The Lodge tagged posts

12 Must-See Movies at the 63rd BFI London Film Festival

October is the best month of the year. It begins with the first signs of autumn. It closes with Halloween. And in between is the BFI London Film Festival.

2019’s 63rd LFF delivers a stellar line-up of the year’s finest movies. Sure, there are surprising omissions: if they are holding back Bong Joon-ho’s Palme D’or winning Parasite for the Surprise Film we’ll be ticked off. But, between opening film The Personal History of David Copperfield and closing film The Irishman are a wealth of cinematic treasures.

Noah Baumbach’s Marriage Story, Pablo Larraín’s Ema, his follow-up to 2016’s Jackie, Judy and Punch starring Mia Wasikowska, The Two Popes with Anthony Hopkins and Jonathan Pryce, Takashi Miike’s First Love and Shia LaBeouf’s part-autobiographical Honey Boy...

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The Lodge (2019)

Director: Severin Fiala, Veronika Franz

Writers: Sergio Casci, Severin Fiala, Veronika Franz

Cast: Riley Keough, Jaeden Lieberher, Lia McHugh, Richard Armitage, Alicia Silverstone

Producers: Aliza James, Simon Oakes, Aaron Ryder

Music: Danny Bensi, Saunders Jurriaans

Cinematography: Thimios Bakatakis

Editors: Michael Palm

Cert: 15 (TBC)

Running time: 100mins

Year: 2019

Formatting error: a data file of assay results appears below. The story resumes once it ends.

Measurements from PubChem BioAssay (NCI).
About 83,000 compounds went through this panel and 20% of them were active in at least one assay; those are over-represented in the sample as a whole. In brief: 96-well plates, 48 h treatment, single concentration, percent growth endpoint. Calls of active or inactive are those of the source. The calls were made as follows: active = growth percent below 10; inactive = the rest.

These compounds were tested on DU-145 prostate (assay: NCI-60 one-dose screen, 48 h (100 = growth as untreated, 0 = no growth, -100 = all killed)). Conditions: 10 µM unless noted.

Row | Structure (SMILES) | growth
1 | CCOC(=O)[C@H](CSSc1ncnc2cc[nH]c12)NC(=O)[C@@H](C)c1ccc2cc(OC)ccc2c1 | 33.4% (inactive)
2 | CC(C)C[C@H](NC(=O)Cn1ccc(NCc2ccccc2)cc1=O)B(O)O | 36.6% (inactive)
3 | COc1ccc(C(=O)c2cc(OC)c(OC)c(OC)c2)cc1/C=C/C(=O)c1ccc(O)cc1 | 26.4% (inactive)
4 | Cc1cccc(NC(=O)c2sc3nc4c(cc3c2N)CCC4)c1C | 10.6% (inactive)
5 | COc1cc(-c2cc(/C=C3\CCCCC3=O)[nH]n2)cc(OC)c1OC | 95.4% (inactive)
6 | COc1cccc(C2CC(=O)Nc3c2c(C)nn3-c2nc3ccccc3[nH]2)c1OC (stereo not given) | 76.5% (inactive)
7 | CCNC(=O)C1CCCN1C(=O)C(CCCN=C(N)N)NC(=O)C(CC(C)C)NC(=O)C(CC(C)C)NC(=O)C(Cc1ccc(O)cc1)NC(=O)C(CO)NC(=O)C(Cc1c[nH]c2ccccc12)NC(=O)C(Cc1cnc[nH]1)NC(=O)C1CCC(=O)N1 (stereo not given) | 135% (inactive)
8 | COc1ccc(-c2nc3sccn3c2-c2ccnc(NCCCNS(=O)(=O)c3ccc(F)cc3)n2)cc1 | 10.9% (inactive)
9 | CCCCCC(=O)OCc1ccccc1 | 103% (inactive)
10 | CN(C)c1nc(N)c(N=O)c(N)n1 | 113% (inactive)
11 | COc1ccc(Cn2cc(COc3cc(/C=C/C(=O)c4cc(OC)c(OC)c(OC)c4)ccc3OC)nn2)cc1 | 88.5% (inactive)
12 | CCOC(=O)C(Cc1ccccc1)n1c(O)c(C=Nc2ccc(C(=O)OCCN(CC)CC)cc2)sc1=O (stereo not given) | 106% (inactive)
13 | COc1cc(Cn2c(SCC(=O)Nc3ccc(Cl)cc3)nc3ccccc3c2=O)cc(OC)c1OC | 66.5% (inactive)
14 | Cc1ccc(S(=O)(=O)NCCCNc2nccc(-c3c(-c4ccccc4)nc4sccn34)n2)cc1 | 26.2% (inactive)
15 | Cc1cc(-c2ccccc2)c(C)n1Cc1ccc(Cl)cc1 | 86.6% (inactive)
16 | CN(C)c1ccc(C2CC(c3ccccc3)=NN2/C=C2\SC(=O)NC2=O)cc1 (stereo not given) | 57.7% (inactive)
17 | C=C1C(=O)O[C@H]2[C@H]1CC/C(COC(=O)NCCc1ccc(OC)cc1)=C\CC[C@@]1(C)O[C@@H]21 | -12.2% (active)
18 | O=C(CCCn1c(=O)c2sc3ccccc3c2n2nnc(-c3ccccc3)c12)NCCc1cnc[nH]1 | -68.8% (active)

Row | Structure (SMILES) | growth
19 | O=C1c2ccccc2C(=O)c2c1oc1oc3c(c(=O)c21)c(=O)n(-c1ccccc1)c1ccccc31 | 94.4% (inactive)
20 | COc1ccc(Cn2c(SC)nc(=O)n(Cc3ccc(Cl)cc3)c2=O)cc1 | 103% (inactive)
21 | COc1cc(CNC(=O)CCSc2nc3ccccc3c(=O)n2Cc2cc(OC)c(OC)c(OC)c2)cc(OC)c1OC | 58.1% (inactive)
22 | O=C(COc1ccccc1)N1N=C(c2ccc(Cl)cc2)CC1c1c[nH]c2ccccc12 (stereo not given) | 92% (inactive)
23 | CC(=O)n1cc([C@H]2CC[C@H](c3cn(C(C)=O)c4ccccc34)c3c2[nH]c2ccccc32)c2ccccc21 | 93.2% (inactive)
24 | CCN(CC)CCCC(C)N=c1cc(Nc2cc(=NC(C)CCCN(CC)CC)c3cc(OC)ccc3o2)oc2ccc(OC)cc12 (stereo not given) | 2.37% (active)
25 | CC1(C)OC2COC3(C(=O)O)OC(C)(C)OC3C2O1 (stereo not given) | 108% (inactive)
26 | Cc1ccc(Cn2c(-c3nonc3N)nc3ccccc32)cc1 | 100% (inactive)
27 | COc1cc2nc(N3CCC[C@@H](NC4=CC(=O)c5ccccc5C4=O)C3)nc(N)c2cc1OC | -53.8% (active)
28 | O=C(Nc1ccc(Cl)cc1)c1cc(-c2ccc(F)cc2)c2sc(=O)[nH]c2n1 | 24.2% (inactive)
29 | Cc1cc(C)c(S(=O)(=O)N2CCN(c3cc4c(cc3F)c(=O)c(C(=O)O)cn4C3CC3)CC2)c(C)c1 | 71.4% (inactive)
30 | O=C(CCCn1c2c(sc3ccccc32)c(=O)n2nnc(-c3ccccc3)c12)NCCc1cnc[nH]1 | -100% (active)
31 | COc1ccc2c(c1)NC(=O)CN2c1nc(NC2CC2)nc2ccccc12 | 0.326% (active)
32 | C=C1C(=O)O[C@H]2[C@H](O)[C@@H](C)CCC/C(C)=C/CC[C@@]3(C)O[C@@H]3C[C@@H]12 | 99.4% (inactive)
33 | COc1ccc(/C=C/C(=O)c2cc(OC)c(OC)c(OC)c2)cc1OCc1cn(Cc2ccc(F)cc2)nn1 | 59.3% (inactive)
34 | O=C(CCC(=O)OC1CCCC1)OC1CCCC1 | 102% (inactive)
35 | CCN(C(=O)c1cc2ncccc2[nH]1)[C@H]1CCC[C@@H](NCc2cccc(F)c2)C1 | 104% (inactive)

What’s the story: The teenage Aidan (Lieberher) and his younger sister Mia (McHugh) spend the run-up to Christmas in an isolated lodge with their dad’s new partner, Grace (Keough). Strange events soon begin to take a psychological toll.

What’s the verdict: Filmmaking duo Severin Fiala and Veronika Franz’s follow their 2014 cult hit Goodnight Mommy with anothe...

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Reservoir Dogs at 25 – The Electric Shadows Podcast

For this special Reservoir Dogs 25th Anniversary episode, Robs Daniel & Wallis are joined once more by Ian Bird. You’ll remember Ian from his wise words on the JFK podcast. Together they dissect Quentin Tarantino’s sensational debut, discussing its strengths, characters, themes and controversial use of language. And that whole Who Shot Nice Guy Eddie thing.

The three intrepid podcasters place the movie in the overall picture of Tarantino’s career and discuss Tarantino’s cinematic legacy. Could there be a case for the Marvel Cinematic Universe being an extension of what Quentin was doing with his movies in the 90s and noughties? Or Joss Whedon taking the QT baton and running with it into fantasy realms rather than crime? These thoughts and more are given their day in court…

While making ro...

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